BETWEEN TWO and three percent of U.S. adults suffer from carpal tunnel syndrome, and many more from its close cousin, cubital tunnel syndrome. Yet many would rather live with their pain than have surgery because invasive procedures require months of recovery and scarring. Still, of the millions who suffer from carpal tunnel syndrome, over 200,000 a year require treatment, and there’s finally good news.
“We are now able to get our patients back to work in a matter of days instead of months, thanks to new carpal and cubital tunnel surgical techniques,” explains fellowship-trained hand surgeon Tyson Cobb, M.D., of Orthopaedic Specialists, PC, Davenport.
Days Instead of Months
Dr. Cobb is one of six pioneering surgeons in the United States who have cut recovery times from months to days with new endoscopic surgical procedures. “I perform a very small incision instead of the large open incision many doctors still use. The new endoscopic surgical techniques can relieve nerve pressure on the nerve with minimal scarring,” says Dr. Cobb.
The endoscopic carpal tunnel release procedure can take as little as 5 minutes and get patients back to work the next day. “Carpal tunnel patients can often get back to limited duty work the day after surgery. The recovery times are similarly accelerated for cubital tunnel release patients. For cubital tunnel procedures (which involve the elbow) it used to mean a 70-day recovery. We’ve cut that down to about seven days.”
And the scars? Nearly gone: Dr. Cobb’s procedure uses a tiny incision that is closed with a steri-strip, not an armful of stitches that have to be removed. With these new techniques, Dr. Cobb says there’s no reason to wait. “Not only are new treatments available that offer 10 times faster recoveries, living with symptoms can harm you in the long run. When the pressure on nerve isn’t relieved, the nerve can be damaged permanently, which lessens your chances of a full recovery.”
Carpal Tunnel Signs and Symptoms
Carpal tunnel syndrome and its related disorders are cheap cialis caused when inflammation from injury or some other source constricts the space at the bottom of the hand (the carpal tunnel) or in the elbow (cubital tunnel). That pressure restricts blood flow and impairs nerve function. In carpal tunnel syndrome, the median nerve doesn’t receive enough blood on its trip from the spinal cord through the carpal tunnel and into the thumb-ward half of the hand. That’s when symptoms begin. (If your symptoms show up in the pinkie-ward side of the hand, you may have cubital tunnel syndrome.)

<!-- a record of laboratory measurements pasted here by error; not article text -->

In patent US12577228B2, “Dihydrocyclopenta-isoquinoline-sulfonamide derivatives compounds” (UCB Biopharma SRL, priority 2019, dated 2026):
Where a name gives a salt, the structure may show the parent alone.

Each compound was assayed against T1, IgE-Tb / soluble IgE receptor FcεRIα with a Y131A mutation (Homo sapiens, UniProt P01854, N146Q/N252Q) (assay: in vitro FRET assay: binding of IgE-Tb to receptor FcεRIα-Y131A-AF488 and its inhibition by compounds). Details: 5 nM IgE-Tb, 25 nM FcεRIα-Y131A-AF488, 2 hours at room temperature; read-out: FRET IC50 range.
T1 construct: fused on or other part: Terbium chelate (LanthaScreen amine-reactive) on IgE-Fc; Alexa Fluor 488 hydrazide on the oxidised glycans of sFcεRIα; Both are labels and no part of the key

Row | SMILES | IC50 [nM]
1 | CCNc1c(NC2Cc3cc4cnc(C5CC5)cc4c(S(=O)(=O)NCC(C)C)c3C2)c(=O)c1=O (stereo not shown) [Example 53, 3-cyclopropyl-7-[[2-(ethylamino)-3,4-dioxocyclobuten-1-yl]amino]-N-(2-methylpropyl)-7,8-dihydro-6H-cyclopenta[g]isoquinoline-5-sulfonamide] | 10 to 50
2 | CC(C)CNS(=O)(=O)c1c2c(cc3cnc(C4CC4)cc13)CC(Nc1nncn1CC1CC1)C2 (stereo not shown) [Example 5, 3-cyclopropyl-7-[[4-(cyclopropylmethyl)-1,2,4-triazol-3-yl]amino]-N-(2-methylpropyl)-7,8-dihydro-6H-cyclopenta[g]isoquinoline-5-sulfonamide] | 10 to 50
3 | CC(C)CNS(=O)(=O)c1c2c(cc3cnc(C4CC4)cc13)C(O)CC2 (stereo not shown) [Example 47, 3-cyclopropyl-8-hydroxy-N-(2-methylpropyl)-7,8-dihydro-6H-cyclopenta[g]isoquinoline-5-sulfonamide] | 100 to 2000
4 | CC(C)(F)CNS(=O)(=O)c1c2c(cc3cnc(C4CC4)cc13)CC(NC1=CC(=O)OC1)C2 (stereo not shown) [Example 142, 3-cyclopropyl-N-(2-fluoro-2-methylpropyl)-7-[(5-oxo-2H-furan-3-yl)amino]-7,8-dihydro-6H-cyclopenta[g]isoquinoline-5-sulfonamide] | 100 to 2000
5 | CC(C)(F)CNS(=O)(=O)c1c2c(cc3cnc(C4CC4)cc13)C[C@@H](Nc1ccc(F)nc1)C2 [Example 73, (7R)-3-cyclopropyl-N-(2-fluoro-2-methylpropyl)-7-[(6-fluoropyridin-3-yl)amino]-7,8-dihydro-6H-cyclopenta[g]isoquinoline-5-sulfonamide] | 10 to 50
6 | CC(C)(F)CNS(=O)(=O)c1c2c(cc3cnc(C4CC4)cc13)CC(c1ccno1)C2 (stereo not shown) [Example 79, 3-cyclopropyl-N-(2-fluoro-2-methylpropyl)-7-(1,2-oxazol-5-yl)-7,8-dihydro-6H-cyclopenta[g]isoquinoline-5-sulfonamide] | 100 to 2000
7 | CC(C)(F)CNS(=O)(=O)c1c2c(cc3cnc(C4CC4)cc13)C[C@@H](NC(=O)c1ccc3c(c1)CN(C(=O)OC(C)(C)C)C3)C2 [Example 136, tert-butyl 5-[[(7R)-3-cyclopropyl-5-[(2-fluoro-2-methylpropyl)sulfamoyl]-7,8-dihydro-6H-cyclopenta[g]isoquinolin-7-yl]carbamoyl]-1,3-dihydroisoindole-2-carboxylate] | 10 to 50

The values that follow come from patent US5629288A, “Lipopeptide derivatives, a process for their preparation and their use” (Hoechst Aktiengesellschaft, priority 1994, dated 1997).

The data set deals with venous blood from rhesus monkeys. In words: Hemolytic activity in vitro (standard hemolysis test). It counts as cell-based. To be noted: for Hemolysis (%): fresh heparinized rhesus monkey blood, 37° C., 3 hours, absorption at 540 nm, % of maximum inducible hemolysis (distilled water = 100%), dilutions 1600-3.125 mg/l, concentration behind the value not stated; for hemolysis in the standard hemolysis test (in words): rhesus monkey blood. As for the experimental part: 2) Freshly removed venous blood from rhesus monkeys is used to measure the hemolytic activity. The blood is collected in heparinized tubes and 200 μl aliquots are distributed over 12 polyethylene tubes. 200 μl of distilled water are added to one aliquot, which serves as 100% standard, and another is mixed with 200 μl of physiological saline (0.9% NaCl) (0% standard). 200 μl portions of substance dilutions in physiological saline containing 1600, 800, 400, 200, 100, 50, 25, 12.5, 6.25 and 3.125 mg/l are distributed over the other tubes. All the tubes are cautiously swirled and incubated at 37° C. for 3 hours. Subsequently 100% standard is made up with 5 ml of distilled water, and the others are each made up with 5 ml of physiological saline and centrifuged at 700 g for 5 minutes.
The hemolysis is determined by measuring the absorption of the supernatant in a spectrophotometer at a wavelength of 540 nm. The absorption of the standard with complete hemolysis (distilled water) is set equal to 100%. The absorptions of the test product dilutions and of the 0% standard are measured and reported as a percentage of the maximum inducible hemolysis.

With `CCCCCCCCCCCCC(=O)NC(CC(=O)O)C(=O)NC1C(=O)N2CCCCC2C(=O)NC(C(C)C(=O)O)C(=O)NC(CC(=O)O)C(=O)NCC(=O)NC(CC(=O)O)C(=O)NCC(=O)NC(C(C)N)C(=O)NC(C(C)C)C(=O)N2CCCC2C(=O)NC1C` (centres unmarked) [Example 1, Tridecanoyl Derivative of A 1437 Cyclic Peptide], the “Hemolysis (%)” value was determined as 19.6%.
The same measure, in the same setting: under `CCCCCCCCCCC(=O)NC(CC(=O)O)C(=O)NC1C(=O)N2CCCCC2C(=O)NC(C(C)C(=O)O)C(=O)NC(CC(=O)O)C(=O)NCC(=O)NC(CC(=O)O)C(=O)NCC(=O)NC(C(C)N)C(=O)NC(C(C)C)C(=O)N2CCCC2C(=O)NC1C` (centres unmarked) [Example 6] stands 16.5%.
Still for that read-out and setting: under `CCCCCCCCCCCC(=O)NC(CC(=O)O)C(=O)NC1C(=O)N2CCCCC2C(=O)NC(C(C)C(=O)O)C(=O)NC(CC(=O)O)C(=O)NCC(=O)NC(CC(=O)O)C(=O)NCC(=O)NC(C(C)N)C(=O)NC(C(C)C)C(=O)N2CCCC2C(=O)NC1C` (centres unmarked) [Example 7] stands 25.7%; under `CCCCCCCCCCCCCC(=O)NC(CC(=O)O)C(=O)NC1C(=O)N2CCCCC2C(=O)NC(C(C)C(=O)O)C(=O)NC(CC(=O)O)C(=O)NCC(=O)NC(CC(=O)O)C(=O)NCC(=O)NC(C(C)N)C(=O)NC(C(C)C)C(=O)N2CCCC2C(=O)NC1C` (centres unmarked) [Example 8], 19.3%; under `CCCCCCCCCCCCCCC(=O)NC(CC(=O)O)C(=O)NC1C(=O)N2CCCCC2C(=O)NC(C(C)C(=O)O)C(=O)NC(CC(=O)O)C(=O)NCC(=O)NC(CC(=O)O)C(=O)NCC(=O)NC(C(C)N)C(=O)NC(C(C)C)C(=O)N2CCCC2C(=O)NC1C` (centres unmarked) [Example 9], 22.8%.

The only sure way to know if you have a serious condition is to have a physician diagnose it. But if many of the following items sound familiar, it’s time to see a doctor to get that firm carpal tunnel syndrome diagnosis:
- Numbness or tingling in the thumb, index, middle and half of the ring fingers
- Usually wakes you up at night
- Dropping things or fumbling with objects
- Weak pinch and grip,
- Gradual onset of pain.
Cubital tunnel syndrome results from compression of the ulnar nerve at the elbow. Sufferers experience:
- Numbness or tingling in the ring and little finger
- Weakness in the hand, tenderness at the elbow
- Sharp sudden pain on elbow contact.
Sore from Keyboarding and Texting: What’s wrong?
Nearly every sore computer keyboarder has wondered: Do I have carpal tunnel syndrome? Reporters, accountants, transcriptionists, and a whole slew of other workers spend long hours tickling the plastic. And their arms, wrists, hands, and fingers become sore.
But that soreness is not carpal tunnel syndrome — or if it is, it wasn’t caused by all that typing. “The myth that computer use causes carpal tunnel syndrome has been busted,” says Dr. Tyson Cobb, Orthopaedic Specialists, Davenport. “The science has come into clear focus.”
Repetition must be coupled with a force such as weight or vibration to cause repetitive stress injuries. Construction workers who use heavy, vibrating power tools and meat packers who repeatedly cut into heavy slabs of meat engage in labor prone to repetitive-stress injury.
Blackberry Thumb, on the other hand, can be caused by incessantly texting and emailing from smart phones. That overuse can cause arthritis of the thumb’s basal joint. Serious cases require joint reconstruction surgery. The good news is that, just like with the carpal and cubital tunnel endoscopic release surgeries, Dr. Cobb uses pioneering techniques to speed recoveries.
“No matter what your symptoms are, if the pain is ongoing, you should see your doctor,” says Dr. Cobb. “Just because it isn’t carpal tunnel syndrome doesn’t mean it can’t be treated.”